4 4 Boris Glavic performance of a system usually requires additional monitoring and profiling to identify the causes of poor performance. In the following we discuss the impact of provenance on each of these aspects. Provenance is a compelling use-case to explore in benchmarks workloads and data sets, because it has some unique properties that distinguishes it from other potential benchmarking workloads. Besides from being an interesting and challenging use-case for workload design, Big Provenance could also be used as a supporting technology for benchmarks. For sake of the discussion we assume the existence of GOD, a hypothetical system that tracks whatever provenance we image for any type of distributed Big Data processing and storage. Furthermore, GOD allows efficient query access to provenance, solving all our querying needs. Assuming the existence of GOD will allow us to focus on the impact of Big Provenance on benchmarking without being distracted by the question whether the postulated Big Provenance functionality can actually be realized by current systems. Using Provenance to Measure Exploitation of Data Commonality Provenance can be orders of magnitude larger than the data for which provenance is collected. This is not surprising, because provenance models the relationship between inputs and outputs of a transformation and, thus, can be quadratic in the number of inputs and outputs. This problem is aggravated for fine-grained provenance (e.g., when tracking the provenance of each data entry in a file instead of handling the file as a single large data item) or when each data item is the result of a sequence or DAG of transformations. However, the provenance information of two data items often overlaps to a large extend [3]. Thus, a benchmark that includes workloads running over provenance data can be used to test how well a system exploits commonality in the data it is processing and producing. Using Provenance to Generate Large Datasets and Workloads It is relatively easy to generate large data sets and computationally expensive workloads by collecting the provenance of a small set of transformations at fine granularity, because of the potential size of provenance relative to the size of the data it is describing. For example, consider a build process for a piece of software using a parallel invocation of make. During the build temporary files are created and deleted as the result of compilation. The build process executes tests on the compiled software which results in additional files being created and destroyed. Assume we execute the build using an approach that collects provenance for files by intercepting system calls (e.g., [11]). The resulting provenance graph will be large. Similarly, consider a workload that applies an image processing algorithm to an input file. We could use a provenance approach that instruments the program to record data dependencies as provenance information [13]. The results would be provenance at pixel granularity and for individual variable assignments of the program. Thus, the amount of recorded provenance would be gigantic. These examples demonstrate that by computing the provenance of relatively small and simple workloads we can generate large benchmark datasets. In addition, provenance collection could be directly used as a benchmark workload. Provenance-based Performance Measures One major goal for Big Data systems is robustness of performance and scalability [5]. Provenance can be used

5 WBDB - 2nd Workshop on Big Data Benchmarking - Big Data Provenance 5 to record execution times and data movement at a very fine granularity. This information could be used to compute measures for individual jobs in a workload and to compute new performance metrics using provenance information. For example, assume a system performs reasonably well on a complex benchmark workload, but actually one job was taking up most of the available resources while most of the jobs performed better than expected. The poor performance is hidden in the overall well performance, but may become problematic if we change the input size of the poor-performing job. Assume we use GOD to record the execution times for all tasks of a job and record the movement of data items between nodes as provenance. Benchmarks could exploit such information to define new data-centric performance measures that take robustness of performance into account. For example, the benchmark could require the execution of several workloads with overlapping sets of jobs and define the deviation of execution times and data movements of a job over all workload executions as a performance measure. Provenance for Monitoring and Profiling Big Data benchmarks should consist of complex and diverse workloads. However, complex workloads complicate understanding the performance characteristics of a benchmarked system. Provenance could be used to complement monitoring solutions for Big Data systems. Assume we again use GOD to record resource utilization of transformations and location changes of data items as the provenance of a data item. This information constitues data-centric profiling information. As the data-centric equivalent of profiling execution times of functions in, e.g., a Java program, we could compute the amount of resources that were spend on producing a data item from this type of provenance information. Coupling of data with performance measurements of the transformations that created it enables novel types of profiling analysis. For example, to identify redundant computations, we simply have to check whether the provenance of two data items contains the same data item produced by different transformations (possibly executed at different locations). Furthermore, if an intermediate result is not in the fine-grained data provenance of any final result of a task, then it was unnecessary to produce this intermediate result at all. 3 Conclusions This paper discusses challenges for Big Provenance and outlines several strategies for how provenance could be used in benchmarking Big Data systems. Furthermore, we argue that provenance information may aide developers in identifying bottlenecks in the performance, scalability, and robustness of their systems. Provenance can be used for computing fine-grained data-centric performance metrics, for measuring if a system is able to exploit data commonalities, and for profiling systems. However, such applications rely on further research to develop models for Big Provenance and making provenance management scale to Big Data dimensions.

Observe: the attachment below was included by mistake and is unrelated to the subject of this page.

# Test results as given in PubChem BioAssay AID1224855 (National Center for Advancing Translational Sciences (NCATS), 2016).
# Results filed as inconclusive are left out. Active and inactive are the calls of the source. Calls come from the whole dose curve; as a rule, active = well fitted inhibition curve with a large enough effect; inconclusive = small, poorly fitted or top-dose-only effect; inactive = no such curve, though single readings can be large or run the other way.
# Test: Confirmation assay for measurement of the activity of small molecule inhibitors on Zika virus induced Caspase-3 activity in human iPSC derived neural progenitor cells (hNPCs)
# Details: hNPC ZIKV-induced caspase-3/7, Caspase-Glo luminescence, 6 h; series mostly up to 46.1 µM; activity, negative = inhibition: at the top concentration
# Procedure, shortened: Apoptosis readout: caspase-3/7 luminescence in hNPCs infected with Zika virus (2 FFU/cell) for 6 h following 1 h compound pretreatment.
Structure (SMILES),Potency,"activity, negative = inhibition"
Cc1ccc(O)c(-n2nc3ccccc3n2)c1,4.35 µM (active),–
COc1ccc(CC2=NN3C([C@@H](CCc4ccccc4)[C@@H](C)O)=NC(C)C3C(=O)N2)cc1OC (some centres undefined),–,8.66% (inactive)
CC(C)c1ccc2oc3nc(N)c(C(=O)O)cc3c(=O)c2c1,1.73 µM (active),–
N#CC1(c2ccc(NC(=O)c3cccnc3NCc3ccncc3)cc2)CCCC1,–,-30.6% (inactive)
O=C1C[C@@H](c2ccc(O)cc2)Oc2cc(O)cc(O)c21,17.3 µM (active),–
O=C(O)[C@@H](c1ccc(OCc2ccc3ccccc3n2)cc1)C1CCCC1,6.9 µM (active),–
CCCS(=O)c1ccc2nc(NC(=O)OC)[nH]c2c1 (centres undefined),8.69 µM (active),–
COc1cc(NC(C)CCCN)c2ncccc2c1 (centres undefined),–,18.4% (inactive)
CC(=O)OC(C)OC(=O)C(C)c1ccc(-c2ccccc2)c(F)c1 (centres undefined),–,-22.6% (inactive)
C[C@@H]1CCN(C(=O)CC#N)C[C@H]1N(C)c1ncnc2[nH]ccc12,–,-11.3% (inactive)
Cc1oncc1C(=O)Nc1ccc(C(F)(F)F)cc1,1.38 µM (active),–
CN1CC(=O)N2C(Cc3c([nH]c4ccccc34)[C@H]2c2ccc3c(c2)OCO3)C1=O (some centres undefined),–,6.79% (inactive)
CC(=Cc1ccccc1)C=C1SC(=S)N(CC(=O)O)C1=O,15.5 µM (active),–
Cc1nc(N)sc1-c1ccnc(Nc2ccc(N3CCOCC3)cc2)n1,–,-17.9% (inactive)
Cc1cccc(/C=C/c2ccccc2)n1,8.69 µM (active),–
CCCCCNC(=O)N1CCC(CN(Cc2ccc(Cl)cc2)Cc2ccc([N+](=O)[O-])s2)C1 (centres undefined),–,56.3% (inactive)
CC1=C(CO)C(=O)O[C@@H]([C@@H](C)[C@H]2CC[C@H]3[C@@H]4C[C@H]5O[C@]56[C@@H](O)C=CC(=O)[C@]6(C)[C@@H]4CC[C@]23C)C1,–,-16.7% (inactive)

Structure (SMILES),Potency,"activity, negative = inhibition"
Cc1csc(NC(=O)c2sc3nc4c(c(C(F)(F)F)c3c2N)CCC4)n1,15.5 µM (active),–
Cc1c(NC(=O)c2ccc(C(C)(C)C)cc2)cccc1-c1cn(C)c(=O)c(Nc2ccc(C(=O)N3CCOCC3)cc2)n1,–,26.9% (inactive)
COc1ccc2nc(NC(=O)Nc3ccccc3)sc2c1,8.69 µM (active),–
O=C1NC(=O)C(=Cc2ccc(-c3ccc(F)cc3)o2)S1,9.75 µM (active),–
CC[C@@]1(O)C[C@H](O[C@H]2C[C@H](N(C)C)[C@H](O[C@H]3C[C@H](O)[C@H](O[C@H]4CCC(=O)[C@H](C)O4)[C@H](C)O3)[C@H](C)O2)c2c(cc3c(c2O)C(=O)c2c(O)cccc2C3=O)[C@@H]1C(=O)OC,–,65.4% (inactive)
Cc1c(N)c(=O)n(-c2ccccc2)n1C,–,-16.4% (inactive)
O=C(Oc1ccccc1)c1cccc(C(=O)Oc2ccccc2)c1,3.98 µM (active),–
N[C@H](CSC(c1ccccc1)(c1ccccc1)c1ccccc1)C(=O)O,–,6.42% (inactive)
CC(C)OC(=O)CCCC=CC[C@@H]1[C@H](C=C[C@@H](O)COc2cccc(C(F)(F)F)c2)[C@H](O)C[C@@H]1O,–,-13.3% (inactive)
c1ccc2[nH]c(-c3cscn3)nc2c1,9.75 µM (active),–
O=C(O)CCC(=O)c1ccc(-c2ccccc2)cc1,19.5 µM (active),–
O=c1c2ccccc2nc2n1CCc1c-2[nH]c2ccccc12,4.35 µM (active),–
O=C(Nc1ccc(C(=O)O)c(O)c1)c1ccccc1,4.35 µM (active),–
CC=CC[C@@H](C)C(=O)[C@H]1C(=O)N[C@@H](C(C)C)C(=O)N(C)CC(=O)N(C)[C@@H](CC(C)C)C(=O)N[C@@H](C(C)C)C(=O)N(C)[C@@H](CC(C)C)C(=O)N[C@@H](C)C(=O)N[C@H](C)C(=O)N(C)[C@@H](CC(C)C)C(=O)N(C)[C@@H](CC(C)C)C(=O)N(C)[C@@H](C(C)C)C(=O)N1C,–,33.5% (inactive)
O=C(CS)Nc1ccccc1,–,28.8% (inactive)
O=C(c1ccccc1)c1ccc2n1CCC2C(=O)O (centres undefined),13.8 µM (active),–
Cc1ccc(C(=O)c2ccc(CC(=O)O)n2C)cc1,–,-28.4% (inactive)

6 6 Boris Glavic 4 Bio Boris Glavic is an assistant professor in computer science at Illinois Institute of Technology (IIT). He received his Ph.D. from the University of Zurich, Switzerland in Before joining IIT in 2012, he held a Post doctoral fellowship at the University of Toronto working at Prof. Miller s group. Boris s research is focused on database systems, in particular, data provenance and its application in information integration. Other topics he explored in his research are data stream processing, declarative request scheduling and concurrency control, data mining, and applications of data management technologies in interdisciplinary contexts. He enjoys to do systems research based on sound theoretical foundations. One of his main contributions is Perm, a relational provenance management system that uses query rewrite techniques to generate provenance information for SQL queries. References 1. Amsterdamer, Y., Davidson, S., Deutch, D., Milo, T., Stoyanovich, J., Tannen, V.: Putting Lipstick on Pig: Enabling Database-style Workflow Provenance. PVLDB 5(4), (2011) 2. Bhagwat, D., Chiticariu, L., Tan, W.C., Vijayvargiya, G.: An Annotation Management System for Relational Databases. VLDB Journal 14(4), (2005) 3. Chapman, A., Jagadish, H.V., Ramanan, P.: Efficient Provenance Storage. In: SIG- MOD. pp (2008) 4. Glavic, B., Alonso, G.: Perm: Processing Provenance and Data on the same Data Model through Query Rewriting. In: ICDE. pp (2009) 5. Graefe, G.: Benchmarking robust performance. In: 1st Workshop on Big Data Benchmarking (WBDB) (2012) 6. Green, T., Karvounarakis, G., Tannen, Z.: Provenance in ORCHESTRA. IEEE Data Eng. Bull. 33(3), 9 16 (2010) 7. Ikeda, R., Park, H., Widom, J.: Provenance for generalized map and reduce workflows. In: CIDR. pp (2011) 8. Karvounarakis, G., Green, T.: Semiring-annotated data: Queries and provenance. SIGMOD Record 41(3), 5 14 (2012) 9. Malik, T., Nistor, L., Gehani, A.: Tracking and sketching distributed data provenance. In: escience. pp (2010) 10. Muniswamy-Reddy, K., Macko, P., Seltzer, M.: Provenance for the cloud. In: FAST. pp (2010) 11. Seltzer, M., Macko, P., Chiarini, M.: Collecting provenance via the xen hypervisor. In: TaPP (2011) 12. Widom, J.: Trio: A System for Managing Data, Uncertainty, and Lineage. Managing and Mining Uncertain Data pp (2008) 13. Zhang, M., Zhang, X., Zhang, X., Prabhakar, S.: Tracing Lineage beyond Relational Operators. In: VLDB. pp (2007) 14. Zhou, W., Mapara, S., Ren, Y., Li, Y., Haeberlen, A., Ives, Z., Loo, B., Sherr, M.: Distributed time-aware provenance. PVLDB 6(2) (2012)